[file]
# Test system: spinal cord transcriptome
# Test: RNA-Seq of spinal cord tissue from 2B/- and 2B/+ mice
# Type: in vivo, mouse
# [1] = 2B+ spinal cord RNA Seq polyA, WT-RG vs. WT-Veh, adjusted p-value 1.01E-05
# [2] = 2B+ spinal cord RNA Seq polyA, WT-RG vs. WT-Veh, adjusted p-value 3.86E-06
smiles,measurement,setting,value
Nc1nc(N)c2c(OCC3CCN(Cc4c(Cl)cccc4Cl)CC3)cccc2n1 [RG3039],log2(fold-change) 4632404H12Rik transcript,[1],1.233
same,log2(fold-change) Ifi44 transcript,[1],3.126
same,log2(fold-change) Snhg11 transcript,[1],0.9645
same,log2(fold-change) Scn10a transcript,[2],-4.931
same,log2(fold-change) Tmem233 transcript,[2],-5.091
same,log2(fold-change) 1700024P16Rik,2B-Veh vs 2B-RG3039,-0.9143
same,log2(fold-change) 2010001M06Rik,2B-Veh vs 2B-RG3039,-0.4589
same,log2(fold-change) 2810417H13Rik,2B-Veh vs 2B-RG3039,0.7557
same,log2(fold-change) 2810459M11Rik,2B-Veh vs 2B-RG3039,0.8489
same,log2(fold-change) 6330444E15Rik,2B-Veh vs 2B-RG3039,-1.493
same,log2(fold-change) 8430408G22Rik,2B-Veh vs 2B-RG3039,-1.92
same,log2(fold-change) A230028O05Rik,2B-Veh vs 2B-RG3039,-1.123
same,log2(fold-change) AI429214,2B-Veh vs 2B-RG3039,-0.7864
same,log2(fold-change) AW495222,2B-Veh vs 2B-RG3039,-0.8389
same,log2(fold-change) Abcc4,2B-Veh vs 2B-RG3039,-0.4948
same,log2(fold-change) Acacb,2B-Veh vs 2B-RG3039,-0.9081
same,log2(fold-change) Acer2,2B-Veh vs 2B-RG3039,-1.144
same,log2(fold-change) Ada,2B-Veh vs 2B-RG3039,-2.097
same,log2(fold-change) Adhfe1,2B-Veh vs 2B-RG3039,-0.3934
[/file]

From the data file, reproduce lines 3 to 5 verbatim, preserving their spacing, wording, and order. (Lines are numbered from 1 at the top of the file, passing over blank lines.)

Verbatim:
# Type: in vivo, mouse
# [1] = 2B+ spinal cord RNA Seq polyA, WT-RG vs. WT-Veh, adjusted p-value 1.01E-05
# [2] = 2B+ spinal cord RNA Seq polyA, WT-RG vs. WT-Veh, adjusted p-value 3.86E-06